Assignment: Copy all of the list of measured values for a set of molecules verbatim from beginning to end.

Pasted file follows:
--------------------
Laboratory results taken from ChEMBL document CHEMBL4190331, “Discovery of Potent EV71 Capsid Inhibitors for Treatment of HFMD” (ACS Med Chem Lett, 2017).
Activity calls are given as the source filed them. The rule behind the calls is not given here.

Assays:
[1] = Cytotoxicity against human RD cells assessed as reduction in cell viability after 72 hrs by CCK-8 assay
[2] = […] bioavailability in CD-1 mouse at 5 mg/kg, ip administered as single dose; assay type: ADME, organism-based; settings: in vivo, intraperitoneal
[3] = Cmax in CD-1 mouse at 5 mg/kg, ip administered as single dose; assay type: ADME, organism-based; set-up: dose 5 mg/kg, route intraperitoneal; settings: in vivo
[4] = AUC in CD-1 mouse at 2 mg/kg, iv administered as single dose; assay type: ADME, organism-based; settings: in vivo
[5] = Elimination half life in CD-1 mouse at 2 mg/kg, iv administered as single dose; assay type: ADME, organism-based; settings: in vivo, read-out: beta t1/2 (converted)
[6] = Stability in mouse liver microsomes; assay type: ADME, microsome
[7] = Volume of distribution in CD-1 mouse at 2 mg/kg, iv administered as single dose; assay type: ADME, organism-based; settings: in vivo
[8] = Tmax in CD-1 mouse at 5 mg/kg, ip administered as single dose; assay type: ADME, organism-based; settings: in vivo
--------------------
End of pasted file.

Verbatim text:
Laboratory results taken from ChEMBL document CHEMBL4190331, “Discovery of Potent EV71 Capsid Inhibitors for Treatment of HFMD” (ACS Med Chem Lett, 2017).
Activity calls are given as the source filed them. The rule behind the calls is not given here.

Assays:
[1] = Cytotoxicity against human RD cells assessed as reduction in cell viability after 72 hrs by CCK-8 assay
[2] = […] bioavailability in CD-1 mouse at 5 mg/kg, ip administered as single dose; assay type: ADME, organism-based; settings: in vivo, intraperitoneal
[3] = Cmax in CD-1 mouse at 5 mg/kg, ip administered as single dose; assay type: ADME, organism-based; set-up: dose 5 mg/kg, route intraperitoneal; settings: in vivo
[4] = AUC in CD-1 mouse at 2 mg/kg, iv administered as single dose; assay type: ADME, organism-based; settings: in vivo
[5] = Elimination half life in CD-1 mouse at 2 mg/kg, iv administered as single dose; assay type: ADME, organism-based; settings: in vivo, read-out: beta t1/2 (converted)
[6] = Stability in mouse liver microsomes; assay type: ADME, microsome
[7] = Volume of distribution in CD-1 mouse at 2 mg/kg, iv administered as single dose; assay type: ADME, organism-based; settings: in vivo
[8] = Tmax in CD-1 mouse at 5 mg/kg, ip administered as single dose; assay type: ADME, organism-based; settings: in vivo